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We are constantly looking for motivated Bachelor, Master and PhD students as well as PostDocs with interests in the theoretical and numerical analysis of light matter interaction in micro- and nanooptical systems. If you would like to join our group while working in the context of any of our research activities, please do not hesitate to contact us.

In particular we currently offer Master theses on:

 

Master thesis on Quantum state engineering in quantum nanophotonic platforms

The generation of quantum states of light and its reliable controllability are highly required to realize various quantum applications in the context of, e.g., quantum simulation, quantum computing, quantum cryptography, and quantum metrology. It is the purpose of this master thesis to develop a novel scheme that generates nonclassical state of light (e.g., single photon, squeezed state, or more specialized states) and manipulates its nonclassical properties in a well-controlled manner using different plasmonic platforms (e.g., metallic waveguides, nanoparticles, or metamaterials). The project exploits particular methods such as the driven-dissipative approach, the photon-catalysis, or nonlinearity-induced photon control. The master thesis is theoretical but shall be done in close collaboration with experimental partners that aim to implement our theoretical scheme.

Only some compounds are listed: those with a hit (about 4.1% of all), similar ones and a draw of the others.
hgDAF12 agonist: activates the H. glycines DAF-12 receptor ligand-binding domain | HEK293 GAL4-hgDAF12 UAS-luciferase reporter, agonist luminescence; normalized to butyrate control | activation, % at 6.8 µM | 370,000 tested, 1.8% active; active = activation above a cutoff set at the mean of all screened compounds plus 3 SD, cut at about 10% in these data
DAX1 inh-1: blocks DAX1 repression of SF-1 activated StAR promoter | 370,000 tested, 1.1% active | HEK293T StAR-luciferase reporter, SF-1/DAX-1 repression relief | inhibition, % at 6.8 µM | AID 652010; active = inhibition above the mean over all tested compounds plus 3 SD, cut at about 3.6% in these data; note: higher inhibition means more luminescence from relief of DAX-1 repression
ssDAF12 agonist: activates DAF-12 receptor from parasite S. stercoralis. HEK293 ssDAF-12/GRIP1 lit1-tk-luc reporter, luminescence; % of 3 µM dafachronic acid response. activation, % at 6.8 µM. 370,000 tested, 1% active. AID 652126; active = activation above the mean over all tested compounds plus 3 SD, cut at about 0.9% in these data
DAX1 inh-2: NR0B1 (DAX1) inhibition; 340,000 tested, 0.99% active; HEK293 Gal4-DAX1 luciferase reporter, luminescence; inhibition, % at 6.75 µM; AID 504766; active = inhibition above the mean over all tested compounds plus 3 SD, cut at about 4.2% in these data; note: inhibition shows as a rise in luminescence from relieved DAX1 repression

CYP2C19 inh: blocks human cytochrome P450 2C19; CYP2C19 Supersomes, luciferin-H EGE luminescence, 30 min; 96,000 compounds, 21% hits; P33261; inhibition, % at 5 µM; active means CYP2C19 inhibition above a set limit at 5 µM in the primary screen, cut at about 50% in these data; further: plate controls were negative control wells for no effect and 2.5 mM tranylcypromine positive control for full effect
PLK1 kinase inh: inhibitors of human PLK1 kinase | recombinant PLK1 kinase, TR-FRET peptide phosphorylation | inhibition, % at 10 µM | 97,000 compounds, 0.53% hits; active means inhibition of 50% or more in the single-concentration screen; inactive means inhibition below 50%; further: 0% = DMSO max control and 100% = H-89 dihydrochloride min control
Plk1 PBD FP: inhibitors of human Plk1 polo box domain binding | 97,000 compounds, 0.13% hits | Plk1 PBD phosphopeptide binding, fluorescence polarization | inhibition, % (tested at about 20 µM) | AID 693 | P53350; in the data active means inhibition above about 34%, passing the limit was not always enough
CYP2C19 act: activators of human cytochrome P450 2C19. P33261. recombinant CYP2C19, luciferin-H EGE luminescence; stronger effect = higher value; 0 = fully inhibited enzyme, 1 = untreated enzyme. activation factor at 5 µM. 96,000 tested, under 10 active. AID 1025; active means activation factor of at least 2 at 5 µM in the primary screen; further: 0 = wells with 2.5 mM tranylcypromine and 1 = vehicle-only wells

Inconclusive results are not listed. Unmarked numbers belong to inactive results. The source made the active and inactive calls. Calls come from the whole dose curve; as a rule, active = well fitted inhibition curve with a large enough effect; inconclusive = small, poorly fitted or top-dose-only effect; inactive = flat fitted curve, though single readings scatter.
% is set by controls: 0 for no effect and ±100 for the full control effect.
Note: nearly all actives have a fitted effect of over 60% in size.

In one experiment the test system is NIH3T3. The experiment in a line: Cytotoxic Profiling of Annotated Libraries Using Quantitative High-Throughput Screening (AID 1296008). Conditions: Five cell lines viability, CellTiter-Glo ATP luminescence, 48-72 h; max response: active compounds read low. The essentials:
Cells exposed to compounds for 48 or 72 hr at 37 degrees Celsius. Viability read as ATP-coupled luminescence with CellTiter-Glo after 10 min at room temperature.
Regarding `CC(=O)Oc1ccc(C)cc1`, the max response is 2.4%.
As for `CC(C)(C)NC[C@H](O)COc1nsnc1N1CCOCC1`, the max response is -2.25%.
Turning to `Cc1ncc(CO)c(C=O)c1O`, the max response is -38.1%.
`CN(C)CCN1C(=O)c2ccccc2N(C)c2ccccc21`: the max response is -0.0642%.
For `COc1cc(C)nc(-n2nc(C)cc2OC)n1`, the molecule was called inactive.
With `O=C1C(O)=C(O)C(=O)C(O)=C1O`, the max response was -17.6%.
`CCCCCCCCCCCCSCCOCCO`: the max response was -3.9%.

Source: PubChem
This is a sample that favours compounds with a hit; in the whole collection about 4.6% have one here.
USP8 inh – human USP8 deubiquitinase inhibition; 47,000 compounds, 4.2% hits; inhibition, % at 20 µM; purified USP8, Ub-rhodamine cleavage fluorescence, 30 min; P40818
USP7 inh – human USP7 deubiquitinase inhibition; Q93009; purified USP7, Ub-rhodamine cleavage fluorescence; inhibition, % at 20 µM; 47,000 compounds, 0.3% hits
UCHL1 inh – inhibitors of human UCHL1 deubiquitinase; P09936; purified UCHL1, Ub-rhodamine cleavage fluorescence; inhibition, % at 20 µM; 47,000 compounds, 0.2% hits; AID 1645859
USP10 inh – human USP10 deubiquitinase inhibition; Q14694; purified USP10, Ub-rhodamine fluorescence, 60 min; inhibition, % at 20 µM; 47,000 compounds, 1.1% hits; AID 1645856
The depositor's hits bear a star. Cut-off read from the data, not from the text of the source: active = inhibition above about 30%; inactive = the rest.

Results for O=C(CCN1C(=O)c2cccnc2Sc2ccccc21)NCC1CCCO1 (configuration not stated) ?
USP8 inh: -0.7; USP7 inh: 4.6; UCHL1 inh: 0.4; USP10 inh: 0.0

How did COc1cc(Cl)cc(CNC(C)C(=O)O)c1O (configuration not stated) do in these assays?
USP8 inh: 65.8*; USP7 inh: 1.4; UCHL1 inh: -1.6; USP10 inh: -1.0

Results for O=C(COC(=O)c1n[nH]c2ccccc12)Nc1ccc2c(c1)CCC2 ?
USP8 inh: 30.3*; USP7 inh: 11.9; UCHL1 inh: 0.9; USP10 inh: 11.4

Contact for further information and application

Prof. Carsten Rockstuhl

Dr. Changhyoup Lee

 

Master thesis on Quantum nanophotonic sensing and imaging

Nonclassical properties (e.g., sub-Poissonian photon-number distribution or entanglement) of an input state of light enables a photonic sensor to achieve much higher sensitivity or more precise measurement well beyond the standard quantum limit. With the advancement of experimental nanophotonic technologies, the master project aims to successfully implement quantum metrological ideas in particular nanophotonic sensors, making use of both classical mode properties and quantum features of light. The student will develop novel sensing schemes that are feasible and robust to realistic losses in particular nanophotonic platforms, e.g., the surface plasmon resonance sensor— one of the most successful photonic sensor at the classical level. The master thesis is theoretical but shall be done in close collaboration with experimental partners that aim to implement our theoretical schemes. 

Contact for further information and application

Prof. Carsten Rockstuhl

Dr. Changhyoup Lee